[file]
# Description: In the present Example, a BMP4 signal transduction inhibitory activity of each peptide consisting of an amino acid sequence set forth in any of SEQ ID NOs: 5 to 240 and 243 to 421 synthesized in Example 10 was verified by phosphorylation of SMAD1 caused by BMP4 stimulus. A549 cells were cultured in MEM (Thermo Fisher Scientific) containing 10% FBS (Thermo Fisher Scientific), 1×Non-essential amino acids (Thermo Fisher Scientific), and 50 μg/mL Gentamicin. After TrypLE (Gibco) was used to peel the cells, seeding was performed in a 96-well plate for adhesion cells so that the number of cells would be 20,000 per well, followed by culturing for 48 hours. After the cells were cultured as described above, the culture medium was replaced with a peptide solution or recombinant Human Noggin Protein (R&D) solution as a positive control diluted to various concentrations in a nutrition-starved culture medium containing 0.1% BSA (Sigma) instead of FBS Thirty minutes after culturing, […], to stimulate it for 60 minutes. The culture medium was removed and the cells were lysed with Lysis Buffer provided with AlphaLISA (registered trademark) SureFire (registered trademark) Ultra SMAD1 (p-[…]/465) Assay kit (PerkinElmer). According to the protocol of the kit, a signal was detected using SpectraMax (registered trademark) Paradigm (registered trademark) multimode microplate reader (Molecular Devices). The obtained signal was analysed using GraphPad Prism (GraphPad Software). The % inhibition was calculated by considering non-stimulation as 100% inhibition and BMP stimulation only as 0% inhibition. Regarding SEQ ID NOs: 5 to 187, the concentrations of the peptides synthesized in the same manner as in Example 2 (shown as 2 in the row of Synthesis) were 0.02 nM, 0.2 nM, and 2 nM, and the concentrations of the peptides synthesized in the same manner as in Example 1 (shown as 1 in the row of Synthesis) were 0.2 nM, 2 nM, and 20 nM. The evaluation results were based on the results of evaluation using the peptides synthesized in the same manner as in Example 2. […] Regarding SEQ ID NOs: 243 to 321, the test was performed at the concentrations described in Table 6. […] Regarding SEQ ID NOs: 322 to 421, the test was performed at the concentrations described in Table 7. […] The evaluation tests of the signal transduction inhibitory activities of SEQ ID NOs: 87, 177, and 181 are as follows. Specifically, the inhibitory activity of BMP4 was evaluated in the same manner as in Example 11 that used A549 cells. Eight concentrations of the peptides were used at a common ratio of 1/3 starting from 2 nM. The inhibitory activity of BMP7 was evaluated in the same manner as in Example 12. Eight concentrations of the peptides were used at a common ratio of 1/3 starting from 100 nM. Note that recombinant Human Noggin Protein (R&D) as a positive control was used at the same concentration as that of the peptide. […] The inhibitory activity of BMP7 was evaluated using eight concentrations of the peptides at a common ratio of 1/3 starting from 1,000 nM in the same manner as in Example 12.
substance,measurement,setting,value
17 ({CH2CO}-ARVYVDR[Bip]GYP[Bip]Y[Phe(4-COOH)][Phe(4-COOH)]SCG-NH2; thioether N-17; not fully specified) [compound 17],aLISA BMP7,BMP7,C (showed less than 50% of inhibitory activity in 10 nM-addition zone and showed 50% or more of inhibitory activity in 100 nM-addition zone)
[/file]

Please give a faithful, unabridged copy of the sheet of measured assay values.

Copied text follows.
# Description: In the present Example, a BMP4 signal transduction inhibitory activity of each peptide consisting of an amino acid sequence set forth in any of SEQ ID NOs: 5 to 240 and 243 to 421 synthesized in Example 10 was verified by phosphorylation of SMAD1 caused by BMP4 stimulus. A549 cells were cultured in MEM (Thermo Fisher Scientific) containing 10% FBS (Thermo Fisher Scientific), 1×Non-essential amino acids (Thermo Fisher Scientific), and 50 μg/mL Gentamicin. After TrypLE (Gibco) was used to peel the cells, seeding was performed in a 96-well plate for adhesion cells so that the number of cells would be 20,000 per well, followed by culturing for 48 hours. After the cells were cultured as described above, the culture medium was replaced with a peptide solution or recombinant Human Noggin Protein (R&D) solution as a positive control diluted to various concentrations in a nutrition-starved culture medium containing 0.1% BSA (Sigma) instead of FBS Thirty minutes after culturing, […], to stimulate it for 60 minutes. The culture medium was removed and the cells were lysed with Lysis Buffer provided with AlphaLISA (registered trademark) SureFire (registered trademark) Ultra SMAD1 (p-[…]/465) Assay kit (PerkinElmer). According to the protocol of the kit, a signal was detected using SpectraMax (registered trademark) Paradigm (registered trademark) multimode microplate reader (Molecular Devices). The obtained signal was analysed using GraphPad Prism (GraphPad Software). The % inhibition was calculated by considering non-stimulation as 100% inhibition and BMP stimulation only as 0% inhibition. Regarding SEQ ID NOs: 5 to 187, the concentrations of the peptides synthesized in the same manner as in Example 2 (shown as 2 in the row of Synthesis) were 0.02 nM, 0.2 nM, and 2 nM, and the concentrations of the peptides synthesized in the same manner as in Example 1 (shown as 1 in the row of Synthesis) were 0.2 nM, 2 nM, and 20 nM. The evaluation results were based on the results of evaluation using the peptides synthesized in the same manner as in Example 2. […] Regarding SEQ ID NOs: 243 to 321, the test was performed at the concentrations described in Table 6. […] Regarding SEQ ID NOs: 322 to 421, the test was performed at the concentrations described in Table 7. […] The evaluation tests of the signal transduction inhibitory activities of SEQ ID NOs: 87, 177, and 181 are as follows. Specifically, the inhibitory activity of BMP4 was evaluated in the same manner as in Example 11 that used A549 cells. Eight concentrations of the peptides were used at a common ratio of 1/3 starting from 2 nM. The inhibitory activity of BMP7 was evaluated in the same manner as in Example 12. Eight concentrations of the peptides were used at a common ratio of 1/3 starting from 100 nM. Note that recombinant Human Noggin Protein (R&D) as a positive control was used at the same concentration as that of the peptide. […] The inhibitory activity of BMP7 was evaluated using eight concentrations of the peptides at a common ratio of 1/3 starting from 1,000 nM in the same manner as in Example 12.
substance,measurement,setting,value
17 ({CH2CO}-ARVYVDR[Bip]GYP[Bip]Y[Phe(4-COOH)][Phe(4-COOH)]SCG-NH2; thioether N-17; not fully specified) [compound 17],aLISA BMP7,BMP7,C (showed less than 50% of inhibitory activity in 10 nM-addition zone and showed 50% or more of inhibitory activity in 100 nM-addition zone)